In order to monitor progress on these goals, indicators derived from the Economy-Wide Material Flow Accounting and Analysis (EW-MFA) framework are used. EW-MFA is an internationally standardised method for the measurement and analysis of raw material use on the national level. The indicators contained in the SDG indicator framework are Domestic Material Consumption (DMC) per capita and per GDP and Material Footprint (i.e. Raw Material Consumption, RMC) per capita and per GDP. Both of these indicators are used for monitoring target 8.4 on the improvement of resource efficiency in consumption and production and the decoupling of economic growth from environmental degradation. The same indicators are used to monitor target 12.2 on the achievement of sustainable management and efficient use of natural resources. For a comparison of the DMC and RMC indicator see our specific story “The concept of material consumption”.
The material flow data set compiled for the UN International Resource Panel and made available on www.materialflows.net contains data for both the DMC and the RMC indicator in absolute and relative terms. It therefore provides a unique source for monitoring progress of countries around the world towards achieving the SDG targets 8.4 and 12.2.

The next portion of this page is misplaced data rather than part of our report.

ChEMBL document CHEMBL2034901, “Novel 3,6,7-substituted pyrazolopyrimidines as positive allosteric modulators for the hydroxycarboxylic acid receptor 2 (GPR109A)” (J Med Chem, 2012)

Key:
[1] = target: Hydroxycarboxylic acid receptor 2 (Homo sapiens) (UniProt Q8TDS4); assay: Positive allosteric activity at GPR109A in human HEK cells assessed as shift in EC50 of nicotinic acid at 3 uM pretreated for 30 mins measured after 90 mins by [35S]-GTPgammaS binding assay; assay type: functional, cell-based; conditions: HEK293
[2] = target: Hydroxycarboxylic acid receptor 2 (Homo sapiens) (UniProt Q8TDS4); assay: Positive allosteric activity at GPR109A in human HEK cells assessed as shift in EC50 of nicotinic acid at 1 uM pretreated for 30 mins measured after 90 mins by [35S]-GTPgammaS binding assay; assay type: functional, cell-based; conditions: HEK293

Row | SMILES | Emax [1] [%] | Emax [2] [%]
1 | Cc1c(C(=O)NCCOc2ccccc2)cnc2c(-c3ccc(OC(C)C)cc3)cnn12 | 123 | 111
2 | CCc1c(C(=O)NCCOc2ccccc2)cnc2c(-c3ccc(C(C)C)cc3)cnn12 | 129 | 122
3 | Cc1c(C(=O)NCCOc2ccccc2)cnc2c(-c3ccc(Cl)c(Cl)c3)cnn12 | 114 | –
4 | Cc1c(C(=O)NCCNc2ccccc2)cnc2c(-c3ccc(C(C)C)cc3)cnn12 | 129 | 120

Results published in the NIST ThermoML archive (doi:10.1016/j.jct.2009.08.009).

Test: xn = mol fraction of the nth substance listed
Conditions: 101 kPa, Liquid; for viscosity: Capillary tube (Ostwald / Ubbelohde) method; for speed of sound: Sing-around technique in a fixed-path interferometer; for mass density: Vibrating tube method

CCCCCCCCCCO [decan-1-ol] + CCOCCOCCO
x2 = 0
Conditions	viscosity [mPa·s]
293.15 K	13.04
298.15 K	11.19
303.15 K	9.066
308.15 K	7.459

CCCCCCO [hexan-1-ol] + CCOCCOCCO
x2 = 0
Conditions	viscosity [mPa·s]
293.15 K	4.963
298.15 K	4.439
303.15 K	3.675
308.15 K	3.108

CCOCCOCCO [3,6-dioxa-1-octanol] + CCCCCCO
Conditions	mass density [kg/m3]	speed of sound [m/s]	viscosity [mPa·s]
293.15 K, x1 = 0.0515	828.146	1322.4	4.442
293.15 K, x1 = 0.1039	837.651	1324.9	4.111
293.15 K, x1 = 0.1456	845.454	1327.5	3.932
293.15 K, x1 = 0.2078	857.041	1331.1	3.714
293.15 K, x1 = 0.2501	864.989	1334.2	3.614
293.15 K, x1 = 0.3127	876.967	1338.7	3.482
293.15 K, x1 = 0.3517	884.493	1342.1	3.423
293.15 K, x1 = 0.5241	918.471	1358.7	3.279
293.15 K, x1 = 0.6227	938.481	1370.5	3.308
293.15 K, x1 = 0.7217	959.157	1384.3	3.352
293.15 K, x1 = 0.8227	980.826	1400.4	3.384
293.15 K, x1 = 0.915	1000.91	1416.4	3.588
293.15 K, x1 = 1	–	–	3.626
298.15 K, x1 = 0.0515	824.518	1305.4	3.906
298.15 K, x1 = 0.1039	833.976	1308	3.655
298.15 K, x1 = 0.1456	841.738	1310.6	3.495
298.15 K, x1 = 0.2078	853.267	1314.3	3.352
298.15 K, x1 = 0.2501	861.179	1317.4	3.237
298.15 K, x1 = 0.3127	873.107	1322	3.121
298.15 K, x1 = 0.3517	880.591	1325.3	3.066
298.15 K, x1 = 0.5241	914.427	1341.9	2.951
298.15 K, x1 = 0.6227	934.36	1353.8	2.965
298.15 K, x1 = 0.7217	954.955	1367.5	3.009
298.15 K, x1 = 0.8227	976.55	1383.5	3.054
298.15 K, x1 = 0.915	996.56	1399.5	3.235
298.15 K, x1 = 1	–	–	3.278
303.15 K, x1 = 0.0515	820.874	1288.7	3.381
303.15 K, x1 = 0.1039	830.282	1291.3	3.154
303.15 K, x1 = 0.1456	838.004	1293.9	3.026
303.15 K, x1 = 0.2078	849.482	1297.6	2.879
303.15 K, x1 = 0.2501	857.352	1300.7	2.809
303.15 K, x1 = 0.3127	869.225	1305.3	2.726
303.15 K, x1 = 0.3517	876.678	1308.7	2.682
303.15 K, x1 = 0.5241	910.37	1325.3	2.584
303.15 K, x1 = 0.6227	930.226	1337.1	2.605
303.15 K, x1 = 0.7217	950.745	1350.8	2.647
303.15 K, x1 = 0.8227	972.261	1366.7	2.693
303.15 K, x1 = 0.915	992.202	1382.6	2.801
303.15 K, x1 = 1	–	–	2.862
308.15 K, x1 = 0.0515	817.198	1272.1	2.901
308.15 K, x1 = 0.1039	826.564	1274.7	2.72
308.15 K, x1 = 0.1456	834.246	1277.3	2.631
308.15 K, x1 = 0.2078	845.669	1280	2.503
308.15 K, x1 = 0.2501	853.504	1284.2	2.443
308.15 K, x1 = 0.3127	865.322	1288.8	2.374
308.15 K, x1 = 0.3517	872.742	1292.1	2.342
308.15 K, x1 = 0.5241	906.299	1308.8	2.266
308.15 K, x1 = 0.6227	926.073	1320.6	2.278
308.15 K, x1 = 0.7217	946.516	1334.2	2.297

Comparing countries’ DMC per capita
The next figure shows an example of the DMC per capita indicator for countries worldwide in the year 2015. The DMC per capita varies significantly among countries. In 2015, Qatar had the largest DMC per capita (55.2 tonnes), followed by Chile (40.9 tonnes per capita), and Australia (38.4 tonnes per capita). On the continental level, North America had the largest DMC per capita (21.9 tonnes) in 2015, while numbers were significantly lower for Asia and the Pacific (12.5 tonnes per capita) and Africa (4.8 tonnes per capita).
However, monitoring progress towards the achievement of the SDGs is about looking at trends and developments over time. The next figure shows the trends of DMC per capita for selected countries from 1970 to 2015.